If you're handing over a product, or service, for a fee, then you are, by definition, selling.
I'm having trouble figuring out what you're trying to do here. It's obvious that you want to get your work out there (who doesn't?), but asking for a fee, though very small, for the use of one of your sprites and in the same motion calling yourself non-professional gives very mixed messages of what you're trying to accomplish.
There are no companies selling sprites because frankly, there's no market for it (at least not one that I've noticed). The reason several sites for 3D models exist, Turbosquid to name one, is that there actually does exist a market for it. There are people out there who either doesn't have the resources to do 3D art or don't have the know-how to do it, but still need 3D models. Be it for games, adverts or what have you.
2D Sprites are also much more tied to artstyle than 3D models. Most 2D games tend to look pretty different (excluding the occasional fan/clone game of course), so if you sell your sprite to a few devs and one or two of them makes a game that gets some notice, you will probably not sell many more of that particular sprite because people want their games to stand out.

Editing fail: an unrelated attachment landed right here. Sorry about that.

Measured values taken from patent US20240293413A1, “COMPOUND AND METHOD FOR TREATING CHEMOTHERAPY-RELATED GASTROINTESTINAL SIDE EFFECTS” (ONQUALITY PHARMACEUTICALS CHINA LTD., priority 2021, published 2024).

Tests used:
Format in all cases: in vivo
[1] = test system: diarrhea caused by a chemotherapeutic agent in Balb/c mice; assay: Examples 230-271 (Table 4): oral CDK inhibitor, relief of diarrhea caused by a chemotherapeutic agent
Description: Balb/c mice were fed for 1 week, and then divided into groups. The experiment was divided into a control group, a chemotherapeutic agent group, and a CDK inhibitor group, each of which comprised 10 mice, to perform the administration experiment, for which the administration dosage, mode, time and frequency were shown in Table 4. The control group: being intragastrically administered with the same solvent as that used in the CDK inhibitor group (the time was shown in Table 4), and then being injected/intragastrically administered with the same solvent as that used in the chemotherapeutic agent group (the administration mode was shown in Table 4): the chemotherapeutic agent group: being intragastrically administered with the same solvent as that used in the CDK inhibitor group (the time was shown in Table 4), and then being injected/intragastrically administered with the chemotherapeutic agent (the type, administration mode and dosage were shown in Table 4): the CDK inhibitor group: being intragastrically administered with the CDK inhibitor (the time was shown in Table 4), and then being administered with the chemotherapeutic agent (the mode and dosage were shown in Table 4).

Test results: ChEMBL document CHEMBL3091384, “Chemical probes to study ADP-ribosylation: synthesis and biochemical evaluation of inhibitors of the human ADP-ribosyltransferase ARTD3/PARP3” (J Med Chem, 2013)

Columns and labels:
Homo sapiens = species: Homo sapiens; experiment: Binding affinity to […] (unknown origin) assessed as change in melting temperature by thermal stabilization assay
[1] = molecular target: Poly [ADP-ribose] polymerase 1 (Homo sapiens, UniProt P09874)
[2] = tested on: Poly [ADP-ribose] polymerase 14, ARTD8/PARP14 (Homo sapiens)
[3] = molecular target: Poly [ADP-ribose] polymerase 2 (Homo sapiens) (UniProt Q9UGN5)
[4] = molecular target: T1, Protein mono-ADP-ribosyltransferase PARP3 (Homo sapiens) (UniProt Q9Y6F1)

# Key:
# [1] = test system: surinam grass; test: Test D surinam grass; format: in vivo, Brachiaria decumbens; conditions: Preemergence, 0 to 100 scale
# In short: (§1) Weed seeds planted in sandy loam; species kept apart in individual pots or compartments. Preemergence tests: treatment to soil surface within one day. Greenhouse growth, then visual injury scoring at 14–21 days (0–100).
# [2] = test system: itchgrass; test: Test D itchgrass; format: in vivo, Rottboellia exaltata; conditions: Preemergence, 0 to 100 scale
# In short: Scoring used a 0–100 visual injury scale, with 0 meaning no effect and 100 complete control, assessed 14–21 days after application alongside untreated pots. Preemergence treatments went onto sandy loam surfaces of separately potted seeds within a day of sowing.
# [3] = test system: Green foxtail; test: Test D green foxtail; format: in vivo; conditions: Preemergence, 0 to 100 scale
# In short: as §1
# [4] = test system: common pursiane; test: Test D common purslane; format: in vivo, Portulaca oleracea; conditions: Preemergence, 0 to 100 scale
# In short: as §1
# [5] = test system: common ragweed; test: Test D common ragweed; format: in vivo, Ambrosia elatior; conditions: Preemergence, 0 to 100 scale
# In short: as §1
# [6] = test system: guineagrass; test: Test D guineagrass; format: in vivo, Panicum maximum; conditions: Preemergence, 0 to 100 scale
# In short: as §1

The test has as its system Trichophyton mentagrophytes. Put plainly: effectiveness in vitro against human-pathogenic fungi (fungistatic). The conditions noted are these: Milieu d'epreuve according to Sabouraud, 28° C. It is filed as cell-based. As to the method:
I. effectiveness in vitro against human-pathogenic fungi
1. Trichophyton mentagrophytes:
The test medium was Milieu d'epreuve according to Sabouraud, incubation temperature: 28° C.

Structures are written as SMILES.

Also, you can make drastic changes with very little when working in 3D. From something as simple as a different shader and texture combination, to something more extreme like re-sculpting an existing model. The equivalent when working in 2D would be much more time consuming and would ultimately exceed the cost of buying a spriteset in the first place.
I would instead suggest that you show some of your work and try to get some work as a freelancer if you want to make sprites and make some money at the same time. Or if all you want is to get your stuff out there and expand your portfolio, find some indie group to work with on a game. There are plenty of people out there working on stuff.
There's something I'm wondering about your sprite. It clearly isn't the actual size, since you state yourself that the actual sprite is 128x128 pixels and in png. But is it pixel art or something else (rendered 3d, vector, bitmap painting)?
Having a preview version of a work you're selling is fine. But when it comes to game assets, such as sprites, you should at least include one frame of the animation in actual size (and in png if it's pixel art), even if you slap a preview sticker on top of it. The reason is that if people are interested in your sprite, but all they see is a scaled down version less than half the size of the actual work, they're most likely going to skip over your stuff. Because they can't see what they would be paying money for.
Good luck to you.